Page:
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Great Fire of London

British fire (1666)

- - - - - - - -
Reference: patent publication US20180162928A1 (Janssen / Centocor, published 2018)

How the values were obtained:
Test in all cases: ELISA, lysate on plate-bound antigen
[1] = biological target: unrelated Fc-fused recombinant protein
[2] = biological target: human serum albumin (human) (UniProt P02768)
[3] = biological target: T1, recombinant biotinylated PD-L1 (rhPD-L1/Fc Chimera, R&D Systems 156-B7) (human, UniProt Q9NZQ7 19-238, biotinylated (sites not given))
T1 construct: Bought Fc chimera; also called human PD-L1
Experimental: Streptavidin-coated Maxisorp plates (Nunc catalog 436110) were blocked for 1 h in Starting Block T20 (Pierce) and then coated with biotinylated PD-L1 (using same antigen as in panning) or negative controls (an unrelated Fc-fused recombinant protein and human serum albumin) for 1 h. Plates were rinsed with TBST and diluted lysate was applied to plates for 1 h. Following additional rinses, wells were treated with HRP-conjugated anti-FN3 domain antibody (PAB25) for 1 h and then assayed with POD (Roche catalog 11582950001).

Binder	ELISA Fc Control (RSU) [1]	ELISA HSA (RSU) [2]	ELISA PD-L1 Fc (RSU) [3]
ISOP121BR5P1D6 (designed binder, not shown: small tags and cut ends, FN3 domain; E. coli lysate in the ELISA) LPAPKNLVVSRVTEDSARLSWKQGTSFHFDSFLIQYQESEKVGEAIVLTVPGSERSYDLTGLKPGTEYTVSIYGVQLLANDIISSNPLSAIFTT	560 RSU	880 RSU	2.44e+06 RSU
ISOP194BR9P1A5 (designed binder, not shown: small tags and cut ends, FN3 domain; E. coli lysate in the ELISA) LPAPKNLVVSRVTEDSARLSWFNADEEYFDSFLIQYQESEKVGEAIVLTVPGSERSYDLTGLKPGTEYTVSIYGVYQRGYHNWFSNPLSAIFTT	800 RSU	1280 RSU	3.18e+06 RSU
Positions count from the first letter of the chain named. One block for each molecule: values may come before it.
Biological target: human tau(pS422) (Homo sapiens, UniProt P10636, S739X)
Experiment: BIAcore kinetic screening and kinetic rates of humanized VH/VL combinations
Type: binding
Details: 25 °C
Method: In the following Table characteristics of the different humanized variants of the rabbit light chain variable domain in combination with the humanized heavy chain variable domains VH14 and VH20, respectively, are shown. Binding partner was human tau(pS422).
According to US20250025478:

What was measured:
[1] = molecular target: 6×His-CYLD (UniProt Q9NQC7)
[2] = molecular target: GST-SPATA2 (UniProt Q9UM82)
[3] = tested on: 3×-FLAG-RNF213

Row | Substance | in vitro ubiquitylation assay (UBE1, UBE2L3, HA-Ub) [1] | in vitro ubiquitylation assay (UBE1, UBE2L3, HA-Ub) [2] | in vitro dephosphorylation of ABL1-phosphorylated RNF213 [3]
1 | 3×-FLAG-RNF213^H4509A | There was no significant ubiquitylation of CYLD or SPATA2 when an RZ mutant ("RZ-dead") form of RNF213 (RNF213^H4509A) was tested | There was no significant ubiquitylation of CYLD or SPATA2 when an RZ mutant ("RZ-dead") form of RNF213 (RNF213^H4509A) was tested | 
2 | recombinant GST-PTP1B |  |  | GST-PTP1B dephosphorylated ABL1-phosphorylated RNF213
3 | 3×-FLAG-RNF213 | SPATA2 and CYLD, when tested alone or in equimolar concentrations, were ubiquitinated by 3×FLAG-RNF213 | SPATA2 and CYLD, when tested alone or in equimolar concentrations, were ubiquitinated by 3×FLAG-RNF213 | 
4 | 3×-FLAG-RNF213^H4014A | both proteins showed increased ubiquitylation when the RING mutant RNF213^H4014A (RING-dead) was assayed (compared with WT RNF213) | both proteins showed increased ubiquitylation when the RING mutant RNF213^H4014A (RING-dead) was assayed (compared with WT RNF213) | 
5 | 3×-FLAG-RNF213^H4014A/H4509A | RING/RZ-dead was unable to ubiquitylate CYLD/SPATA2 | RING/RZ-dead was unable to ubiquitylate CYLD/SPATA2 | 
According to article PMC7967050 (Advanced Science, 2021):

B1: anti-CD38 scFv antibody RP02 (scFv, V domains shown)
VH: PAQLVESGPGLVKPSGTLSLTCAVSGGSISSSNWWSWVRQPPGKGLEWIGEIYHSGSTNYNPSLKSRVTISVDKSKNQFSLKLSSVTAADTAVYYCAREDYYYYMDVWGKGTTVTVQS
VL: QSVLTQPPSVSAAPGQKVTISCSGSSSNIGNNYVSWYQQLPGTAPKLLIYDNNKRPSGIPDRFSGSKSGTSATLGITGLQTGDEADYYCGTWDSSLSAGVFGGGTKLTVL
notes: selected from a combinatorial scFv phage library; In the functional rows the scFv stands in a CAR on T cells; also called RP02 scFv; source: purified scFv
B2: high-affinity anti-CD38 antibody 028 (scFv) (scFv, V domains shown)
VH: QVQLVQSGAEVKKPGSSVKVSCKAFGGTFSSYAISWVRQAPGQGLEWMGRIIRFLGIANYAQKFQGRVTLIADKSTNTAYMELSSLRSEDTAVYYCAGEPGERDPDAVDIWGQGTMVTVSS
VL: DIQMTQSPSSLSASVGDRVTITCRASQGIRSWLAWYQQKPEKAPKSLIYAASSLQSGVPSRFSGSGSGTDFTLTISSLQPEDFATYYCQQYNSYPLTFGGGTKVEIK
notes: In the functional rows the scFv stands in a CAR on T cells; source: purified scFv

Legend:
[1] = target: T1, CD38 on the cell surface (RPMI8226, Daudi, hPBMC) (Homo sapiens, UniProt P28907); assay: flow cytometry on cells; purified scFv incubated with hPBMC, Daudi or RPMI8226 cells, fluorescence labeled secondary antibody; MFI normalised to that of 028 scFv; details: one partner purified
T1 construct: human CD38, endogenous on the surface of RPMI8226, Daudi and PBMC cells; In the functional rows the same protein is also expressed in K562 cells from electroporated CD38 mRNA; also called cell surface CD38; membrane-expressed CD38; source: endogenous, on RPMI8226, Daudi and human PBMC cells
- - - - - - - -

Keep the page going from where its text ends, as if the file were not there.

The Great Fire of London began in the King Charles II bakery in Pudding Lane on September 2, 1666 and raged for three days, gutting the medieval City of London inside the old Roman City Wall.  The fire consumed 13,200 houses and 87 churches, including St. Paul's Cathedral.  It is believed that the loss of life was relatively small, but the fire took the homes of the vase majority of citizens, as well as many government buildings and essential businesses. At the same time, the fire wiped out the Black Rat population at a time when the Plague, or "Black Death," had re-emerged.


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